Pearlspot, Etroplus suratensis, known locally as ‘Karimeen’ (figure 1), is the largest among Indian cichlids, a high-valued food fish endemic to peninsular India and Sri Lanka. The green chromide (Etroplus suratensis) is a species of cichlid fish from freshwater and brackish water in southern India and Sri Lanka. It is also known as the pearlspot or karimeen (കരിമീന്) in Malayalam and koral in Bengali. In India, it is found throughout Kerala, especially in Kerala Backwaters around Alleppey, (Alappuzha), and in western flowing rivers in Karnataka, and backwaters of Andhra Pradesh. It feeds on algae, plant material and insects.
The fish, known locally in Kerala as Karimeen, is considered a delicacy. Some of the prominent dishes are the Karemeen Fry, Karemeen Molly and Karemeen Pollichathu. This fish is fairly expensive and is available throughout the year. It is caught mainly using gillnets. It commonly reaches 20 centimetres (7.9 in) in length, and the maximum length is twice that. In 2010 state fisheries minister of Kerala declared Karimeen as the official fish of Kerala state. Year 2010-'11 was observed as 'The Year of the Karimeen". Karemeen Polichathu is commonly wrapped in banana leaves.
The fish attains maturity at the end of the first year, with sexual dimorphism perceptible only during the breeding season Fecundity of pearlspot is low, varies from 500 to 7550 Breeding of the fish in Vembanad Lake peaks during December–February and June–July. The presence of two peaks in gonadosomatic index and two distinct batches of eggs in the same ovary is corollary to its breeding habit. E. suratensis breeds throughout the year in ponds, with a peak during September.Breeding behaviour includes pairing, nest making, pit nursing and parental care. As a prelude to breeding, the male and female fish form a spawning pair. The breeding pair utilize any stationary solid objects (coconut leaves, husk, roots, stones, bricks, etc. lying at the lake bottom, and along the shallow periphery of the water body, for attaching the eggs. After the eggs (250 to 1573 eggs per brood) are laid by the female and are stuck to the substratum one by one, the male fish fertilizes them immediately.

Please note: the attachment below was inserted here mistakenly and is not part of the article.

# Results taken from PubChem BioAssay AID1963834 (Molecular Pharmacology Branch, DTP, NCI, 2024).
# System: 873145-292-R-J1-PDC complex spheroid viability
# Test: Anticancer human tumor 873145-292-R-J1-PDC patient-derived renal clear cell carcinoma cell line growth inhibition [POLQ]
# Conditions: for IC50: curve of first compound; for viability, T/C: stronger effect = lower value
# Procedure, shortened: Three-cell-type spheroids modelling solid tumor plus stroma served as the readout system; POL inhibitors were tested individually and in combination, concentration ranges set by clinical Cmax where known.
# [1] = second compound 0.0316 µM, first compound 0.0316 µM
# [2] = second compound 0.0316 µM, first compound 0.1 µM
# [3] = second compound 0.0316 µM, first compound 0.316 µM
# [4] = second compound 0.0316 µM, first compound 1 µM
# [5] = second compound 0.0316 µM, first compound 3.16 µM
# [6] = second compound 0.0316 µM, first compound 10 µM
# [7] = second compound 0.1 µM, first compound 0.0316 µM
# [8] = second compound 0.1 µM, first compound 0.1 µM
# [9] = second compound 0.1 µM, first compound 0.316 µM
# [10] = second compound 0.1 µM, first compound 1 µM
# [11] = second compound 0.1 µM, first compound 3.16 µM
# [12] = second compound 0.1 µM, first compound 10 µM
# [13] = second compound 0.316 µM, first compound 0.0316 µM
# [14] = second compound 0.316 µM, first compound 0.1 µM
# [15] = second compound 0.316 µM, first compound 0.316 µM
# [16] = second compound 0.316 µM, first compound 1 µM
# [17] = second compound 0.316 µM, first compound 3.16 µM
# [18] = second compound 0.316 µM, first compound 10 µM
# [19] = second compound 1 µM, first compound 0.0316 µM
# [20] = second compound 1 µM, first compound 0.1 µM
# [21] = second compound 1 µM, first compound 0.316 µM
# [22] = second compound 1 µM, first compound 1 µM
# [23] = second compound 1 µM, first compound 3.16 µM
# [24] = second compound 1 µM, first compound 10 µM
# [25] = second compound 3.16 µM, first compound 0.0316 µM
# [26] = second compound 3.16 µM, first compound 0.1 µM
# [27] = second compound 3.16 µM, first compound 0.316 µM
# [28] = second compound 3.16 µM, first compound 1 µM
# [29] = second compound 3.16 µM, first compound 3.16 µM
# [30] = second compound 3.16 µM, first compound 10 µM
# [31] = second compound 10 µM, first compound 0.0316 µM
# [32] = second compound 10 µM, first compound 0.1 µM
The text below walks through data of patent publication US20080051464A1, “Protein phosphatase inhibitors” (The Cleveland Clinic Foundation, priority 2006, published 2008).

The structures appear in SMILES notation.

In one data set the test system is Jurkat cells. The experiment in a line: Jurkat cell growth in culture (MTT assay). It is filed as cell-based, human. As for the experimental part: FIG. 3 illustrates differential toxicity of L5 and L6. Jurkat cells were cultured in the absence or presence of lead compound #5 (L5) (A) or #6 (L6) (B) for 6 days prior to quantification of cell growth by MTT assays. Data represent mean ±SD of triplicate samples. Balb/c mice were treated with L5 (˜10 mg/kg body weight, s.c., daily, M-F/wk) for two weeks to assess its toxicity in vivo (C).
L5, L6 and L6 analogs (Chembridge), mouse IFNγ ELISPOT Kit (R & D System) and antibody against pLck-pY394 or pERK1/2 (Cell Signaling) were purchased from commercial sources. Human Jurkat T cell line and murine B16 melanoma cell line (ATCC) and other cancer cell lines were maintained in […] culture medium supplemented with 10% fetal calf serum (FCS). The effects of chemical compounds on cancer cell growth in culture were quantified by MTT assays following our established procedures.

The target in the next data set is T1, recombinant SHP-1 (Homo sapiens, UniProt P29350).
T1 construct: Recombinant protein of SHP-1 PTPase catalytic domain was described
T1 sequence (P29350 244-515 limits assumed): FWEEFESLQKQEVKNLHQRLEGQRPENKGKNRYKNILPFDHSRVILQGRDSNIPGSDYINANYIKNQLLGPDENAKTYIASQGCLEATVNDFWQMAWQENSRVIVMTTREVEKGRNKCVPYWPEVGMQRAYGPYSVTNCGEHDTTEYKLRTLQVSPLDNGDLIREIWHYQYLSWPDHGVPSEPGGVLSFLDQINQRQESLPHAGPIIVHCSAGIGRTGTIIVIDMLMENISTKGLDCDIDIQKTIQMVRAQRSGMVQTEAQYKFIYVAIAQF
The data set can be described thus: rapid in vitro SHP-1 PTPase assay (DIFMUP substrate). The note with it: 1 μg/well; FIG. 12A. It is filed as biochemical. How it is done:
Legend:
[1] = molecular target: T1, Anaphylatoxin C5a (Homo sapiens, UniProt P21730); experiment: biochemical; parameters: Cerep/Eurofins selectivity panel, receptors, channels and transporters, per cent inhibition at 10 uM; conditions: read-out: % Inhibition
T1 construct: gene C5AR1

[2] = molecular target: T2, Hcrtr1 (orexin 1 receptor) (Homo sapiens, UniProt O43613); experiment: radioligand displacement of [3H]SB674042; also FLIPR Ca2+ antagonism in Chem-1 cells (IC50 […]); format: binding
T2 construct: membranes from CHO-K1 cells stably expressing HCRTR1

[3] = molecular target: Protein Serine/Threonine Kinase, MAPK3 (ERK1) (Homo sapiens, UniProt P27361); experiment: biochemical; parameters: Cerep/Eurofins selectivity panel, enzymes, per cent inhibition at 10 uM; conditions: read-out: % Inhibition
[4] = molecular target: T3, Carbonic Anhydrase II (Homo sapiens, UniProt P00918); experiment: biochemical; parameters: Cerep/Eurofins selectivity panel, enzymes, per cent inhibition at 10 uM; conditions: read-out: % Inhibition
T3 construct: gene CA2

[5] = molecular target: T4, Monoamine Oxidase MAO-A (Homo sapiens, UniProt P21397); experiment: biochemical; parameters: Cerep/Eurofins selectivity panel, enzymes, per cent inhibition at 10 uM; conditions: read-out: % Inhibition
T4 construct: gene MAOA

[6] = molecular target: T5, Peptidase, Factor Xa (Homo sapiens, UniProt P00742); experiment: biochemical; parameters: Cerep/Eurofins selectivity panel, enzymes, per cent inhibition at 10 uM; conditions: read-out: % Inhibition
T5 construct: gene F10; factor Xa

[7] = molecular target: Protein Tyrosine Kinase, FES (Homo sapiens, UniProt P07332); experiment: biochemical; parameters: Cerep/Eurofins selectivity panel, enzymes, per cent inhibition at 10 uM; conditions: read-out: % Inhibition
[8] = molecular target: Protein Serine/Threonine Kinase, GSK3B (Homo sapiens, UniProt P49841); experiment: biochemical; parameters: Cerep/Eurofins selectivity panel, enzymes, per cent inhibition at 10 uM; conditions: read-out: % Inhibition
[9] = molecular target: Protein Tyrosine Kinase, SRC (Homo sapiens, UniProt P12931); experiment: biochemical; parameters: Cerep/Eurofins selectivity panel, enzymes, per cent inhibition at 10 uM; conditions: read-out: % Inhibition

The process of egg laying and fertilization continues several times and the eggs are cemented closely without touching each other. Spawning is completed within 45 to 60 min. The parents aerate the egg by rapidly fanning with their pectoral fins. The eggs hatch in 70–72 h, and the hatchlings are transferred by the parents to the breeding pit, which is prepared on the shallow pond bottom. Once the eggs are transferred, the female closely guard the pits. During this period, the parents continue fanning the pit with their fins to increase oxygenation required for the hatchlings sheltered in the pit. E. suratensis exhibits a prolonged parental care till the young ones attain a size of 30–40 mm. As the fish hardly eat during parental care, the growth rate of the mature fish is poor in pond rearing conditions.